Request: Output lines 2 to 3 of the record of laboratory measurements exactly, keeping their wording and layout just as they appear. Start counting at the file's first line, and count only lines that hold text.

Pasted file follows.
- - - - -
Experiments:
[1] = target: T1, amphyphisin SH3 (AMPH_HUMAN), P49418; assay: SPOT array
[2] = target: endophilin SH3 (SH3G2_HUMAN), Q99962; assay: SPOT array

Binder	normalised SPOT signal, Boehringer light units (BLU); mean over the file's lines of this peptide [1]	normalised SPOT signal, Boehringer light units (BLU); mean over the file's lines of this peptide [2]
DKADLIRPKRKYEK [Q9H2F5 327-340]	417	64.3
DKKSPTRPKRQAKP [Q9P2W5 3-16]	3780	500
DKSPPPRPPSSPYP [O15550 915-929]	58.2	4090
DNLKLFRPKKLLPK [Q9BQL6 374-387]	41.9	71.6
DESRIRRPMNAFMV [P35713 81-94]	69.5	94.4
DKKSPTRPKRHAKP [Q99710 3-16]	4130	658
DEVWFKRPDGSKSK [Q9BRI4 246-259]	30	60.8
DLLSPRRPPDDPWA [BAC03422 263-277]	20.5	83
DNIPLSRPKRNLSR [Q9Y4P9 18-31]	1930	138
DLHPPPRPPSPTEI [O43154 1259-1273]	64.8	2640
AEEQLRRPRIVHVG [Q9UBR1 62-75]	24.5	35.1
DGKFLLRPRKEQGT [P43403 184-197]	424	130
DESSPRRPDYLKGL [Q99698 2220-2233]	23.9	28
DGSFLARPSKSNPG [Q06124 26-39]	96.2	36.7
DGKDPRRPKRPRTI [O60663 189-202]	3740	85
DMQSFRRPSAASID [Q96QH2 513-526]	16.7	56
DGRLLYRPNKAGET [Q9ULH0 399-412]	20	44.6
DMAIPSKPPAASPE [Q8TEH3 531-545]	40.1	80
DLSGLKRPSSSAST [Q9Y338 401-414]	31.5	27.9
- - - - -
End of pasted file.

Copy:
[1] = target: T1, amphyphisin SH3 (AMPH_HUMAN), P49418; assay: SPOT array
[2] = target: endophilin SH3 (SH3G2_HUMAN), Q99962; assay: SPOT array